Religious education has always been in vogue for thousands of years with a view of spreading religious awareness among the populace. In the olden days, when religion was the way of life in most ancient cultures, this education allowed individual societies to evolve in a way that guaranteed better administration, security, economics, health and other such common aspects of day to day living. Many eastern religious cultures have detailed scriptures highlighting these very aspects, some of which even form the basis of many countries' present governmental policies. Further, with evolution of newer religions during past two millenniums, missionaries have spread to remote corners of the world to spread their religion and perform charity work to help under-developed societies and make them emulate a new religion thereby considerably spreading their religious ideologies. Some fanatic religious leaders have also tried to exploit the lower or suppressed classes of many societies and attempted to lure them into their religion for performing anti-national or terrorist activities. These negative aspects have caused considerable animosity in certain sensitive regions of the world where even genuine and well-intentioned missionaries have faced innumerable humiliations and difficulties in assisting the down-trodden. Good work has nevertheless continued without fail and religious education has been continuing in both formal and informal formats with a view to improving physical as well as spiritual lives of people.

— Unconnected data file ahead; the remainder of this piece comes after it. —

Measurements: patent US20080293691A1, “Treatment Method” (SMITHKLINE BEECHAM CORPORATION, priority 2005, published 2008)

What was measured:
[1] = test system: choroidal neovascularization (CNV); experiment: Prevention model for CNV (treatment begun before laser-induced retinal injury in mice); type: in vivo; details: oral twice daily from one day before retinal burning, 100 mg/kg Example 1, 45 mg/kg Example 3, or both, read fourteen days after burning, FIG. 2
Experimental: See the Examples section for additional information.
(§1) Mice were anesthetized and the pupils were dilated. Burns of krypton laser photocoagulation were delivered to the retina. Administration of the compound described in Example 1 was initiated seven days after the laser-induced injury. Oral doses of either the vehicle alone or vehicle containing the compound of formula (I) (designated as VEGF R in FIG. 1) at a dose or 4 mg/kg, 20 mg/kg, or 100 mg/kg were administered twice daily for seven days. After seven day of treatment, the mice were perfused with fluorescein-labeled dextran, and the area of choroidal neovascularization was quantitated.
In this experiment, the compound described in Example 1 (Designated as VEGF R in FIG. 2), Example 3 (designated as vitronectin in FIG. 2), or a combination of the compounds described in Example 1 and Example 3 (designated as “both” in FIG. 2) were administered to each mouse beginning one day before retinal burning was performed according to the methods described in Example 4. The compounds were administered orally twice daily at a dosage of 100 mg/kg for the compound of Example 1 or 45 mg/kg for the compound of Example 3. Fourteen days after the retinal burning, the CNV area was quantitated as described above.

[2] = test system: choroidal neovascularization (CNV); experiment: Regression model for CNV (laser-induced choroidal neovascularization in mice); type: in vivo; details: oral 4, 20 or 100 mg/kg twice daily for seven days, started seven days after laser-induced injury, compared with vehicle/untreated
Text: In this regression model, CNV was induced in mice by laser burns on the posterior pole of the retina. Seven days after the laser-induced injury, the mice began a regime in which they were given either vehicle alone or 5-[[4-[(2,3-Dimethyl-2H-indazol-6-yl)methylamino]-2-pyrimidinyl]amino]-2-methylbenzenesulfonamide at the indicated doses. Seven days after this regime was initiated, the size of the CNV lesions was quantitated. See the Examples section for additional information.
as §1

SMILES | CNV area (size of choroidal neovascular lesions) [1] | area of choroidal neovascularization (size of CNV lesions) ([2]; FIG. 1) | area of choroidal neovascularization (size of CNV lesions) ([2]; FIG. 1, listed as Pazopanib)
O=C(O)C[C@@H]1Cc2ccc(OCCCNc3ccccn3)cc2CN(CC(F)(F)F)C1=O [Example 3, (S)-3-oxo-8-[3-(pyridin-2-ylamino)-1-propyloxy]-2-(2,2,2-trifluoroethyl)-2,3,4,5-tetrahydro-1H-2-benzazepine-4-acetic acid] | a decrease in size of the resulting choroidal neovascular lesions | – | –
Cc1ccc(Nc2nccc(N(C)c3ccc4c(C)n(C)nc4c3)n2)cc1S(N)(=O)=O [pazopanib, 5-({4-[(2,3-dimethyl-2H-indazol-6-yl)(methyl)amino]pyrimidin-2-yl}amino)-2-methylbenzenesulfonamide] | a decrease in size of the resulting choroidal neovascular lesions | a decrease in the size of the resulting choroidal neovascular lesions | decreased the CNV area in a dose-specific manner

Religious studies essentially involve training of religious traditions to achieve a degree of religious literacy. This knowledge enables its subjects to transform their lives into religious realm or embrace spiritual dimension in a proficient and enlightened way. This education also helps them to develop well informed thought processes relating to relevant societal, principled and individual issues and thereby allows attainment of well- informed opinions and attitudes which help them and the society at large in the long run. Religious mindset also allows people to explore association between their faith, behavior and knowledge which allowed them to judge their own experiences rationally and develop awareness. (Retrieved from http://www.aiglon.ch/rs/page1.shtm)
Citizenship lessons commenced in schools in England and Wales as a cross-curricular theme during 1990. However, new educational drives like literacy and numeracy initiatives sidelined it for sometime. Labor government called upon a group chaired by Sir Bernard Crick to study aspects of citizenship who submitted their report in 1998. Citizenship was introduced as a subject in England during 2002. It is taught both as a separate subject and linked to extracurricular activities with children enjoying a real democratic involvement in an artificially created society. Initial studies include theoretical study of Politics to improve their political literacy, further education helps to develop their skills of enquiry and verbal skills through organized debates while strand 3 trains them in